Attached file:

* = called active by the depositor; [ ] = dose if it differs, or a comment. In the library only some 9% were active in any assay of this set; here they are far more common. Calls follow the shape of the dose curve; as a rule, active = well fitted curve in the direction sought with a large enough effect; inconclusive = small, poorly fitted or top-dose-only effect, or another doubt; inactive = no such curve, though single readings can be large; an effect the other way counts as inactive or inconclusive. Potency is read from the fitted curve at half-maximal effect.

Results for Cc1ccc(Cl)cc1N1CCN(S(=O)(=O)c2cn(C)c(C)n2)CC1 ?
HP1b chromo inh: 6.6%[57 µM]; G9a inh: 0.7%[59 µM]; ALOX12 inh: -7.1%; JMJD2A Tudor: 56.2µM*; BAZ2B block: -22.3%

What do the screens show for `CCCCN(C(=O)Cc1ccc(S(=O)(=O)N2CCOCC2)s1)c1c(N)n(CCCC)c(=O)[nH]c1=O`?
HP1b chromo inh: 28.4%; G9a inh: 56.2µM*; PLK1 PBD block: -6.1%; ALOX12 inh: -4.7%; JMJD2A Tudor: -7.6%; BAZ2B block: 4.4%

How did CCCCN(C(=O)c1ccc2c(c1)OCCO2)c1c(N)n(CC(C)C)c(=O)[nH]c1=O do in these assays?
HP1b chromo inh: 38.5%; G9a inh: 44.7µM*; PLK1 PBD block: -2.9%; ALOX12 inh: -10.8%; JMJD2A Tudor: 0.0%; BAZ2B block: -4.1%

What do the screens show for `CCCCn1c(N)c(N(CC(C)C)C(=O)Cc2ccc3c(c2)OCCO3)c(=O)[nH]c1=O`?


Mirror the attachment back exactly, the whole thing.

* = called active by the depositor; [ ] = dose if it differs, or a comment. In the library only some 9% were active in any assay of this set; here they are far more common. Calls follow the shape of the dose curve; as a rule, active = well fitted curve in the direction sought with a large enough effect; inconclusive = small, poorly fitted or top-dose-only effect, or another doubt; inactive = no such curve, though single readings can be large; an effect the other way counts as inactive or inconclusive. Potency is read from the fitted curve at half-maximal effect.

Results for Cc1ccc(Cl)cc1N1CCN(S(=O)(=O)c2cn(C)c(C)n2)CC1 ?
HP1b chromo inh: 6.6%[57 µM]; G9a inh: 0.7%[59 µM]; ALOX12 inh: -7.1%; JMJD2A Tudor: 56.2µM*; BAZ2B block: -22.3%

What do the screens show for `CCCCN(C(=O)Cc1ccc(S(=O)(=O)N2CCOCC2)s1)c1c(N)n(CCCC)c(=O)[nH]c1=O`?
HP1b chromo inh: 28.4%; G9a inh: 56.2µM*; PLK1 PBD block: -6.1%; ALOX12 inh: -4.7%; JMJD2A Tudor: -7.6%; BAZ2B block: 4.4%

How did CCCCN(C(=O)c1ccc2c(c1)OCCO2)c1c(N)n(CC(C)C)c(=O)[nH]c1=O do in these assays?
HP1b chromo inh: 38.5%; G9a inh: 44.7µM*; PLK1 PBD block: -2.9%; ALOX12 inh: -10.8%; JMJD2A Tudor: 0.0%; BAZ2B block: -4.1%

What do the screens show for `CCCCn1c(N)c(N(CC(C)C)C(=O)Cc2ccc3c(c2)OCCO3)c(=O)[nH]c1=O`?